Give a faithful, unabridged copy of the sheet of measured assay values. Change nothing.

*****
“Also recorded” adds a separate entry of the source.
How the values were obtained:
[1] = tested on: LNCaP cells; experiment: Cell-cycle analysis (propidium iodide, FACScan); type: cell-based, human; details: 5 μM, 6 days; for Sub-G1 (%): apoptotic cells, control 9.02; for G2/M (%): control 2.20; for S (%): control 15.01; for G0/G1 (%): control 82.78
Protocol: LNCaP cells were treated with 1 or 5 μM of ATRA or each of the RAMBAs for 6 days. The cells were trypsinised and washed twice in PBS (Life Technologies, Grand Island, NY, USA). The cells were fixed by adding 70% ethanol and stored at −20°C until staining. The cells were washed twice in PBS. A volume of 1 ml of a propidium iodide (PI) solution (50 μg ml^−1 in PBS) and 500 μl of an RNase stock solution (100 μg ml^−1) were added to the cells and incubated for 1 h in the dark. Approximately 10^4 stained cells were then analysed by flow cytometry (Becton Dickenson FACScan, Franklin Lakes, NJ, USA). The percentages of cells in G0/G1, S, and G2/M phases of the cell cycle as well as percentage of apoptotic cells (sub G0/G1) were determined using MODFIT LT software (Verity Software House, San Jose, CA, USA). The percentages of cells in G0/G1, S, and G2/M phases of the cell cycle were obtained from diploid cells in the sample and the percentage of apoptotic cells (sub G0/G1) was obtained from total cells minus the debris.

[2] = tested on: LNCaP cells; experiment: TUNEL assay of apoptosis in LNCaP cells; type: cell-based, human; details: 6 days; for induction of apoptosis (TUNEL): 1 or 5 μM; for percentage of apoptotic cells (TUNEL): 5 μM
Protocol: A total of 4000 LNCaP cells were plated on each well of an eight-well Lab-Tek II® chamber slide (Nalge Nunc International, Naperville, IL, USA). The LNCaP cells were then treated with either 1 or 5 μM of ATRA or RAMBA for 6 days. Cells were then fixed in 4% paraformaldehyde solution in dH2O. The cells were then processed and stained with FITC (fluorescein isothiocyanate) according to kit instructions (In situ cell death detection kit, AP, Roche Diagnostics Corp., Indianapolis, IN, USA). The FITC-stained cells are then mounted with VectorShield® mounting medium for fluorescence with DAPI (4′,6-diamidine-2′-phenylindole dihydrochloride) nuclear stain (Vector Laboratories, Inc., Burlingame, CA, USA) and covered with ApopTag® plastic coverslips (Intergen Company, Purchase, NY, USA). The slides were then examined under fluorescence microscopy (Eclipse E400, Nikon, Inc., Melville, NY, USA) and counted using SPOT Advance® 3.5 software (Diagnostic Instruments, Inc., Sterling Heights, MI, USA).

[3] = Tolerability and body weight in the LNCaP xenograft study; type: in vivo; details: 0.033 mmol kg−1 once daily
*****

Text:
“Also recorded” adds a separate entry of the source.
How the values were obtained:
[1] = tested on: LNCaP cells; experiment: Cell-cycle analysis (propidium iodide, FACScan); type: cell-based, human; details: 5 μM, 6 days; for Sub-G1 (%): apoptotic cells, control 9.02; for G2/M (%): control 2.20; for S (%): control 15.01; for G0/G1 (%): control 82.78
Protocol: LNCaP cells were treated with 1 or 5 μM of ATRA or each of the RAMBAs for 6 days. The cells were trypsinised and washed twice in PBS (Life Technologies, Grand Island, NY, USA). The cells were fixed by adding 70% ethanol and stored at −20°C until staining. The cells were washed twice in PBS. A volume of 1 ml of a propidium iodide (PI) solution (50 μg ml^−1 in PBS) and 500 μl of an RNase stock solution (100 μg ml^−1) were added to the cells and incubated for 1 h in the dark. Approximately 10^4 stained cells were then analysed by flow cytometry (Becton Dickenson FACScan, Franklin Lakes, NJ, USA). The percentages of cells in G0/G1, S, and G2/M phases of the cell cycle as well as percentage of apoptotic cells (sub G0/G1) were determined using MODFIT LT software (Verity Software House, San Jose, CA, USA). The percentages of cells in G0/G1, S, and G2/M phases of the cell cycle were obtained from diploid cells in the sample and the percentage of apoptotic cells (sub G0/G1) was obtained from total cells minus the debris.

[2] = tested on: LNCaP cells; experiment: TUNEL assay of apoptosis in LNCaP cells; type: cell-based, human; details: 6 days; for induction of apoptosis (TUNEL): 1 or 5 μM; for percentage of apoptotic cells (TUNEL): 5 μM
Protocol: A total of 4000 LNCaP cells were plated on each well of an eight-well Lab-Tek II® chamber slide (Nalge Nunc International, Naperville, IL, USA). The LNCaP cells were then treated with either 1 or 5 μM of ATRA or RAMBA for 6 days. Cells were then fixed in 4% paraformaldehyde solution in dH2O. The cells were then processed and stained with FITC (fluorescein isothiocyanate) according to kit instructions (In situ cell death detection kit, AP, Roche Diagnostics Corp., Indianapolis, IN, USA). The FITC-stained cells are then mounted with VectorShield® mounting medium for fluorescence with DAPI (4′,6-diamidine-2′-phenylindole dihydrochloride) nuclear stain (Vector Laboratories, Inc., Burlingame, CA, USA) and covered with ApopTag® plastic coverslips (Intergen Company, Purchase, NY, USA). The slides were then examined under fluorescence microscopy (Eclipse E400, Nikon, Inc., Melville, NY, USA) and counted using SPOT Advance® 3.5 software (Diagnostic Instruments, Inc., Sterling Heights, MI, USA).

[3] = Tolerability and body weight in the LNCaP xenograft study; type: in vivo; details: 0.033 mmol kg−1 once daily